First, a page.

[T]he day of the . . . event . . . or default from which the designated period of time begins to run shall not be included. The last day of the period so computed shall be included, unless it is a Saturday, a Sunday, or a legal holiday, or . . . a day on which weather or other conditions have made the clerk's office inaccessible, in which event the period runs until the end of the next day which is not one of the aforementioned days.

Fed.R.Bankr.P. 9006(a).

[15] The motions to which Bankruptcy Rule 8002(b) refers are: a motion to amend or make additional findings of fact under Rule 7052; a motion to alter or amend the judgment under Rule 9023; a motion for a new trial under Rule 9023; and a motion for relief under Rule 9024.

Even though FBI made a motion for relief from the Bankruptcy Court's July 21, 1995 order pursuant to Rules 9023 and 9024, that motion did not affect appeals 95-CV-4514 and 95-CV-4766 because the latter appeals challenged orders to enforce the July 21, 1995 order, and did not appeal the merits of the order.

[16] Bankruptcy Rule 5005(a) provides generally that "The . . . papers required to be filed by these rules . . . shall be filed with the clerk in the district where the case under the Code is pending."

[17] FBI remained at the Premises until its eviction on November 1, 1995. Therefore, FBI owed rent from November 1994 to October 1995.

[18] Section 1166 of 11 U.S.C. pertains to the effect of the Interstate Commerce Act and does not apply to this matter.

[19] If a required motion for leave to appeal is not filed, the notice of appeal is regarded as a motion for leave to appeal and the district court may, in its discretion, entertain the appeal. See Bankruptcy Rule 8003(c).

[20] "Bankruptcy judges may hear and determine . . . all core proceedings arising under title 11, or arising in a case under title 11 . . . and may enter appropriate orders and judgments, subject to review under section 158 of this title." 28 U.S.C. § 157(b) (1).

[21] A custodian is required to deliver property in his possession and "proceeds, product, offspring, rents, or profits of such property" to the trustee of the bankruptcy estate. See 11 U.S.C. § 543(b).

[22] The commencement of a case under the Bankruptcy Code bars a custodian of property in which the debtor has an interest from taking "any action in the administration of[] property of the debtor, proceeds, product, offspring, rents or profits of such property . . . except such action as is necessary to preserve such property." 11 U.S.C. § 543(a).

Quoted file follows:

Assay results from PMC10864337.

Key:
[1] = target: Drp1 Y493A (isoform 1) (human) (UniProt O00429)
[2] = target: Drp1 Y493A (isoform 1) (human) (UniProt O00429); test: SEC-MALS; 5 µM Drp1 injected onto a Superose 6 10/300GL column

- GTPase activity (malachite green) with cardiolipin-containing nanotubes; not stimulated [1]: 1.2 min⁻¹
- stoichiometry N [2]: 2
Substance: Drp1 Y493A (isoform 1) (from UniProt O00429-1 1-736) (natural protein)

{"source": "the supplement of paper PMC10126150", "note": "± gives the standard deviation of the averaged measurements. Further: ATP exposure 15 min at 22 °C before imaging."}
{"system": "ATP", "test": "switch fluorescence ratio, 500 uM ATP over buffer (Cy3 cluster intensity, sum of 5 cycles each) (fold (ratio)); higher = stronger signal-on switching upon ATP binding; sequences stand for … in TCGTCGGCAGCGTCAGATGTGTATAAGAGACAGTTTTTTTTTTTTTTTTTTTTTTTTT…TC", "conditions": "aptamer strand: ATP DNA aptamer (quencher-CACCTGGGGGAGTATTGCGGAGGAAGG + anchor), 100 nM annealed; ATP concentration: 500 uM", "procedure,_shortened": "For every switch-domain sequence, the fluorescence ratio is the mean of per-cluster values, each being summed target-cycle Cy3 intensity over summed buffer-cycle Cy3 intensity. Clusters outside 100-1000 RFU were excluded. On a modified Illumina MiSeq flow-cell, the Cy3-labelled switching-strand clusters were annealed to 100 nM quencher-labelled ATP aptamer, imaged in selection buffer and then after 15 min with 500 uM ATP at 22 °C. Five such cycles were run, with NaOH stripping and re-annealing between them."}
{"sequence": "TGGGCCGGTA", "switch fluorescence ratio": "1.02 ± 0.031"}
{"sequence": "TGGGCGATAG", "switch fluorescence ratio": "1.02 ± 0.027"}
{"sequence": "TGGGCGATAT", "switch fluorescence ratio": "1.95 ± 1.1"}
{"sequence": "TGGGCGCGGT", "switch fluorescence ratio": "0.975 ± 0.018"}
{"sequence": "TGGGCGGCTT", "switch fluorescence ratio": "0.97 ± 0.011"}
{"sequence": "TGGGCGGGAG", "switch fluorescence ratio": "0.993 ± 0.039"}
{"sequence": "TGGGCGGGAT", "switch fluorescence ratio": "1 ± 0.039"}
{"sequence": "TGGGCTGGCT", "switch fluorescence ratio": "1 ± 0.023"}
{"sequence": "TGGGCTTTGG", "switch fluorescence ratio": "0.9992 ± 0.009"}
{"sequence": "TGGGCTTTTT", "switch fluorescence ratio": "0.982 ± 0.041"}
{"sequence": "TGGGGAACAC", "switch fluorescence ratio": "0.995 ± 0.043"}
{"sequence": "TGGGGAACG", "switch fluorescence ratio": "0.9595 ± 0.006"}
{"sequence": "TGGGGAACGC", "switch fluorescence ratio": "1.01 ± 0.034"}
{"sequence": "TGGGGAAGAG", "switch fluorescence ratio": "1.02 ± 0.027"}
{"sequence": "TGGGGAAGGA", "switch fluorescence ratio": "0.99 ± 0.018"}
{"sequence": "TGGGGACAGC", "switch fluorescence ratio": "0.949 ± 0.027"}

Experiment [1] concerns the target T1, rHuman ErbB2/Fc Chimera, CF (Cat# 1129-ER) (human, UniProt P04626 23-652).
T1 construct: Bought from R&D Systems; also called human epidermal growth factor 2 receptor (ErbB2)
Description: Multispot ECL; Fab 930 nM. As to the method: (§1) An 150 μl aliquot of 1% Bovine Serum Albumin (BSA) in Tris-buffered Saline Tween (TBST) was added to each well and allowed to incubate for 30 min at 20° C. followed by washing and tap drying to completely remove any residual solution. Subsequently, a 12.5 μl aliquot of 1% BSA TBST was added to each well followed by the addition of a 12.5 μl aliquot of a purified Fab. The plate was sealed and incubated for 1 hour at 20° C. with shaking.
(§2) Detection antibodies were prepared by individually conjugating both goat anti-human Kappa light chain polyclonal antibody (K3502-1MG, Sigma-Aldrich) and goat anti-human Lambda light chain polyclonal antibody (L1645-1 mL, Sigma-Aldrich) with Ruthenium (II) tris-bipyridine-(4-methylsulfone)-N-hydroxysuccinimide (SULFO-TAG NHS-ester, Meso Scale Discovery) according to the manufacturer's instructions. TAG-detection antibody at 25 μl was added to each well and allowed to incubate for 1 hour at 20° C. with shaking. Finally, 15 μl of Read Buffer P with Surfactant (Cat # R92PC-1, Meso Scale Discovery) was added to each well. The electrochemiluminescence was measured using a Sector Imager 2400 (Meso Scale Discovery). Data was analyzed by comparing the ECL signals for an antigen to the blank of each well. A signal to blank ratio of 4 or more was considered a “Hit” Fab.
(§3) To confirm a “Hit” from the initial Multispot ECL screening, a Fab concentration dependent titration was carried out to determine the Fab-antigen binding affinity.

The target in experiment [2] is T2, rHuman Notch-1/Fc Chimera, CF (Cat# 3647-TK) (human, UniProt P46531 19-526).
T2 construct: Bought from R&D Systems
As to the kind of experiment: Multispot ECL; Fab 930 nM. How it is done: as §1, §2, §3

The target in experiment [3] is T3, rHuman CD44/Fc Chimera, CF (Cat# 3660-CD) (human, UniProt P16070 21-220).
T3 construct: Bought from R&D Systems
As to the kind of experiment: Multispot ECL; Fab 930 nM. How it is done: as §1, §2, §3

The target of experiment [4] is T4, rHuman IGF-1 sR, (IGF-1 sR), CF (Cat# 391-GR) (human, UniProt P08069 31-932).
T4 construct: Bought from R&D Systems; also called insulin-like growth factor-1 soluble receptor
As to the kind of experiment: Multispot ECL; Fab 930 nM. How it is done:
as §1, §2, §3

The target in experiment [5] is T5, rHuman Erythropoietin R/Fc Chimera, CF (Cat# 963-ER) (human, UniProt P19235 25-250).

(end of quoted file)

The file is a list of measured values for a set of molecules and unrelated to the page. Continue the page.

[23] Section 101(11) (A) of 11 U.S.C. defines "custodian" as including a "receiver or trustee of any of the property of the debtor, appointed in a case or proceeding not under this title."

[24] For a variety of reasons that do not apply here, the Constable court held that the debtor was entitled to retain the income stream generated by its commercial rental properties. Id. at 106.

[25] Local Civil Rule 50.3(d) provides in pertinent part:

If the party filing a case believes it to be related to a prior case, whether pending or closed, the party shall so indicate on the information sheet, specifying for each such case the title and the docket number, if any. . . . Each attorney in a case has an ongoing duty to advise the clerk in writing upon learning of any facts indicating that his or her case may be related to any other pending case.

The relatedness of these appeals is beyond cavil. Zwirn participated in removing both the foreclosure action and the declaratory judgment action to the bankruptcy court under the pretext that they were "related to" Lorraine's Chapter 11 case and he will not be heard to profess ignorance of their interrelation.

[26] Section 105 of 11 U.S.C. provides:

The court may issue any order, process, or judgment that is necessary or appropriate to carry out the provisions of this title. No provision of this title providing for the raising of an issue by a party in interest shall be construed to preclude the court from, sua sponte, taking any action or making any determination necessary or appropriate to enforce or implement court orders or rules, or to prevent an abuse of process.